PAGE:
Yesterday LaGuardia College hosted Peter Singer who gave a short talk entitled ‘Climate Change and Ethics’. His basic argument was that by any reasonable standard of justice that one picks the U.S. comes out having a duty to lead the movement to reduce climate change. This is directly contrary to Bush’s stated reason for opting out of the Kyoto agreement (he said it wasn’t an ‘even-handed’ agreement because it exempted China and India…thereby implying that the treaty was unjust). He talked about three reasonable sounding principles of justice.
1. You break it you buy it– Historically the U.S. has been the number one contributor to greenhouse gasses and so should have the most responsiblity for cleaning up the environment
2. Forget the past, divide it up evenly according to how much each industrialized nation pollutes– The U.S. puts out about six times as much greenhouse gasses (per capita) as any other industrialized nation and so again, we have the greatest responsibility to clean up the environment
3. Benefit the least advantaged– This is the Rawlsian conception of justice according to which an inequality is acceptable only if it is tot he advantage of the least advantaged member of (the global) society. This would (obviously) entail that the U.S. would have to make drastic cuts to the amount of greenhouse gasses that we contribute (per capita).
So no matter how you slice it it looks like the U.S. has a moral obligation to take the lead in reducing climate change, and yet we refuse to be a part of Kyoto because it is ‘unfair’!
He then suggested something very interesting, which was that we might establish a global market for greenhouse emissions. We would have to figure out exactly how much gas the environment could absorb withoout raise the global temperature some negligable amount (say 2 degree celsius) and then we allot each industrialized nation an amount that they are allowed. We could then allow for nations to sell their allotment if there were not using it. So say that it turned out that the envirnment could take 3 tons of gas emitted per person per year (the U.S. emmits something like 5.8 tons per person per year, while India emmits something like 1.1). India could, if they wanted, sell us a portin of their allotment so that we could, if we willing to pay and they were willing to sell, maintain the lifestyle that Bush claims is an American right. This strikes me as such a good idea that it will probably never be implemented.
6 thoughts on “Peter Singer on Climate Change and Ethics”
[…] a rundown on what he spoke about seeing as Professor Brown has already done so. Read about it here.Thanks Professor, for the […]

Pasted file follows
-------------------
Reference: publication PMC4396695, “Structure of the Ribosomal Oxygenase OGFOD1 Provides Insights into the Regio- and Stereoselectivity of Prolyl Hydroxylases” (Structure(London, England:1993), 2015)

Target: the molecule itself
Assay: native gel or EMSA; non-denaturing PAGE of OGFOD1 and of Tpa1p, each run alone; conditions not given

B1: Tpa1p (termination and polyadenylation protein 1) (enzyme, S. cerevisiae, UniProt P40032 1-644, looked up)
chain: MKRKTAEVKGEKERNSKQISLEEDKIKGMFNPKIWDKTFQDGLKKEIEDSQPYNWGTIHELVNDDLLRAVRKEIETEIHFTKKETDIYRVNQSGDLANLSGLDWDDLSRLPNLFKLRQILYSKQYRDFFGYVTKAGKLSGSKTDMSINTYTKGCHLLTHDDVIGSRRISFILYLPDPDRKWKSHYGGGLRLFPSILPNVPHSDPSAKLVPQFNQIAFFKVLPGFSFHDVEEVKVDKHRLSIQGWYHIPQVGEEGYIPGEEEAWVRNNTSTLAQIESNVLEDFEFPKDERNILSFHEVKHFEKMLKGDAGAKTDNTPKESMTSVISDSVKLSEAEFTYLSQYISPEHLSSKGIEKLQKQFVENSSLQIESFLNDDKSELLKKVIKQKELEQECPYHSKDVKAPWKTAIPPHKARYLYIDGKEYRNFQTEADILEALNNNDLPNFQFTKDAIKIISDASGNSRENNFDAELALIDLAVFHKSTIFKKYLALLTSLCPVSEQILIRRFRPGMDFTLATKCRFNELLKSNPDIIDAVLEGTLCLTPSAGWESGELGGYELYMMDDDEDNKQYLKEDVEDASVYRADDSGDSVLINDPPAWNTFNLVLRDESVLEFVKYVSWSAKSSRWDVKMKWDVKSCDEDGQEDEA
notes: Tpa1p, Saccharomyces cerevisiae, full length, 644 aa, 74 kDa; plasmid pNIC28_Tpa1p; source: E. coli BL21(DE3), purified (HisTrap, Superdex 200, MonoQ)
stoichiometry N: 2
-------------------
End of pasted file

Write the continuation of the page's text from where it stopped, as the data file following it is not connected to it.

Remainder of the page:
The problem with this entire argument is that it automatically assumes man is responsible for global warming through green house gases(carbon dioxide). Out of the total amount of the Earths atmosphere it estimated that .054 percent of it is made of carbon dioxide. of that .054 percent the percentage of it that is man made is in the single digits. It is known that when there are sun spots Earths tempature increases. just recently Earth has left what is known as the “little Ice Age” and during this time there were very little sun spots. if you want to find something that can change the weather I would suggest the sun would be a good place to start. the size alone of the sun makes man and his actions look like nothing when comparing the two. so before we go putting limitations on poor countries that are trying to develop or in the process of becoming industralized we should be certain that we are the ones responsible for global warming. Even the Ice records from Greenland and Antartica are in dispute since the records show that tempature was driving the change in carbon dioxide levels that go as far back in histiry that we have.
Hi Dunn, thanks for the comment!!
I don’t think that the argument depends on that assumption (though I tend to agree with the experts and think that it is man made (remember there are other greenhouse gases (methane for instance) that man contributes). What his argument does depend on is that the environment can only absorb a specific amount of these gases per year without making it worse. So maybe you are right that the sun is a major source of the climate change but that doesn’t change the fact that our activities can make things worse (or better).
Here is a video you should watch (about global warming). Don’t automatically dismis it because its on a whacky ufo site(its the only place to find it now). It presents a much better summary of what i previously tried to state. this was presented by the BBC originaly. this also adresses the “Experts”. If you can find the time to watch it I can gurantee that you will be more likely to revaluate what you believe.
Hi again Dunn,
Thanks for the link…that video is no longer up there, but I know the BBC special that you are talking about. I don’t know how much faithI would put into it (see here, for instance for some reasons not to trust that documentary…)
But at any rate, the issue isn’t whether or not climate change happens independantly of human activity, the issue is whether or not human activity can make it worse or better, and it seems to me that there is no credible evidence against this claim, and LOTS of credible evidence for it…
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